Wednesday, October 28, 2009

Masters of Disguise: Sunsweet Ones

October is the right time of year for disguises, but did you ever think cleverly packaged prunes would be the next "super fruit?"

Though some produce companies have been able to successfully brand their fruit products, such as Chiquita, it's a difficult task to market a commodity item. It seems like a piece of fruit is a piece of fruit is a piece of fruit (as long as it's fresh).

There seems to be some more room for marketing in the processed fruit category. Smucker's Jams and Jellies are well-branded and Ocean Spray Craisins (sweetened, dried cranberries) have a made a few well known marketing efforts. The newest player in the branded fruit game seems to be "Sunsweet Ones," which are p
runes that are wrapped in a pretty package and cleverly marketed.

I saw the Sunsweet commercial recently and thought it was very interesting that not once did they mention the traditional name for their product. The word "prune" is never uttered. Instead they describe all of the wonderful things "dried plums" have to offer. Notice it says "dried plums" at the top of the package. The word "prune" is at the very bottom, softened by saying they're from California (California gives them cool points right?). Prunes are the same thing to plums as raisins are to grapes, but dried grapes don't have the same marketing issues dried plums do. So what's the solution? Apparently, change the name.

I think prunes do indeed have a bad reputation. Prunes are associated with older people drinking it for it's digestive effects rather than it's delicious taste. I can understand the lack of appeal when that is the connotation. Many people hear the word "prune" and automatically think "Oh, disgusting," or at best "I wouldn't go out of my way to get one." They have a foreclosed opinion about dried plums and shut down immediately.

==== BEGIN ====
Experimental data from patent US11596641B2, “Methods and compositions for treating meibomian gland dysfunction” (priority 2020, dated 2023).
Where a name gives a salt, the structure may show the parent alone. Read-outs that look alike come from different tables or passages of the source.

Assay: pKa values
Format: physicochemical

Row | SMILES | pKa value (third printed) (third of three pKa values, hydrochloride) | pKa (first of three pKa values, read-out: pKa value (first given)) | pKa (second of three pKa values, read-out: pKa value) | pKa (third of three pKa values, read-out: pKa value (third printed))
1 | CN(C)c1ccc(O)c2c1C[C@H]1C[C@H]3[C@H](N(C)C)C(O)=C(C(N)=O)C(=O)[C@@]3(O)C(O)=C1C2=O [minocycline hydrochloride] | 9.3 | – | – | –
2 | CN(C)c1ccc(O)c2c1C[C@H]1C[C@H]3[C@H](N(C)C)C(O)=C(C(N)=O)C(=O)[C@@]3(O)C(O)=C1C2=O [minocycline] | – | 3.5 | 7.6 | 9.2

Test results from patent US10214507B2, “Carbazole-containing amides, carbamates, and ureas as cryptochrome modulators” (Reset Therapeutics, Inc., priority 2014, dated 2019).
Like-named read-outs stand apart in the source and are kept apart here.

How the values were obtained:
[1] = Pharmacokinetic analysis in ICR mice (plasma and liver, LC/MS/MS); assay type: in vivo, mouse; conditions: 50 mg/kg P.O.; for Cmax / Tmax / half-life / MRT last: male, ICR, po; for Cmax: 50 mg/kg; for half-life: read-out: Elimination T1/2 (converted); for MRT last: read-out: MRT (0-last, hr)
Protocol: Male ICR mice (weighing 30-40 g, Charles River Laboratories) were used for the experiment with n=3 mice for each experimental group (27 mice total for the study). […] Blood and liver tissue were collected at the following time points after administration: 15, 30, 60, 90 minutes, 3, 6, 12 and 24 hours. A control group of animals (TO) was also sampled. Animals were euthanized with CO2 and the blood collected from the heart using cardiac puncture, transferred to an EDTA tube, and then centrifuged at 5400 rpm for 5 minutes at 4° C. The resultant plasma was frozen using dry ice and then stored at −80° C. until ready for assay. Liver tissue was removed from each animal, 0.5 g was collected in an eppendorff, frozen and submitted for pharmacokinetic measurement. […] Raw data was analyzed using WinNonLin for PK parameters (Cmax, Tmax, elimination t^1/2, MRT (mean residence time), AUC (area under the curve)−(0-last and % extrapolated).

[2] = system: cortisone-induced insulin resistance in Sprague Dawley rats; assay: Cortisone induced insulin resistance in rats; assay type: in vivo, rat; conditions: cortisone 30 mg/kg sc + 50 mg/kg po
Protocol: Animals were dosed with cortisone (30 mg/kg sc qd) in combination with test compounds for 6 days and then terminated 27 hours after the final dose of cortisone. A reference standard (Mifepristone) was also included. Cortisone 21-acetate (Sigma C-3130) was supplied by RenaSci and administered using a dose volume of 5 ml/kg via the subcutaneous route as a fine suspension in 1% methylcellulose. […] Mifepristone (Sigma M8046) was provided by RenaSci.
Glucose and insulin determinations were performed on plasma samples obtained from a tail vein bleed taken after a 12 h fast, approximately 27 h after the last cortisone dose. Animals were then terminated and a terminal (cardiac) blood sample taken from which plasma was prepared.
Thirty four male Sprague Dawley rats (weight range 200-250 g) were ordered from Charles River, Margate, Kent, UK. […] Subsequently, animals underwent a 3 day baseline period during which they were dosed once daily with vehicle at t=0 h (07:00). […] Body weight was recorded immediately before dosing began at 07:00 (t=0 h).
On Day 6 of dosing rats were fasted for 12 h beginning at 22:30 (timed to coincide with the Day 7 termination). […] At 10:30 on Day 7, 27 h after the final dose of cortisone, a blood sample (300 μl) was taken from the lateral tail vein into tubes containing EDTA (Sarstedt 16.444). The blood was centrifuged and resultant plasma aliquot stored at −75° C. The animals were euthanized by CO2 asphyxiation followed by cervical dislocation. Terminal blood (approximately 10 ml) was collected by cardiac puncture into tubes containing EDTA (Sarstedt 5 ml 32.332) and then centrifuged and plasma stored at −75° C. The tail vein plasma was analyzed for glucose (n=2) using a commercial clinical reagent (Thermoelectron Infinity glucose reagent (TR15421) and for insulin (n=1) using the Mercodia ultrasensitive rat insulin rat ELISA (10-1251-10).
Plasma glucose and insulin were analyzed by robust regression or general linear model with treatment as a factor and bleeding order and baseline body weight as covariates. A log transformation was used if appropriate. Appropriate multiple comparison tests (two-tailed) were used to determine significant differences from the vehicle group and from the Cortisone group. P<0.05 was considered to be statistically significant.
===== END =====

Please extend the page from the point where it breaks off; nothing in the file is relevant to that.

It is smart for Sunsweet to re-brand prunes as a healthy, sweet and simple snack and also smart for them to leave the word "prune" out of their commercials. I commend them for framing their product well, focusing on the benefits to the consumer, and taking on the challenge of the fearsome prune. I doubt they will find their way into trick-or-treat baskets, but maybe people will give Sunsweet Ones a try, not realizing they are the dreaded prune in disguise.

Wednesday, October 21, 2009

Friend Request

I don't know if anyone else develops a list of favorite advertisements, but right now I'm a fan of the commercial that's currently out there selling Dentyne chewing gum.

While watching my favorite TV shows, I often find myself noting not only the goings on of the show's characters, but also the commercials in between. I know many marketing gurus have noted the trend that is steering away from mass media advertising towards direct marketing, but I think that when done thoughtfully and for the right reasons, traditional advertising can be effective.

Dentyne's commercial (if you haven't seen it, here's the youtube link ) plays on the popularity of social media as a substitute for human interaction. I like the fact that the concept for the commercial not only prominently features the product, but shows it in a way that prospects can relate to. Anyone who has ever chewed gum has offered a piece to someone else and perhaps started a conversation that way.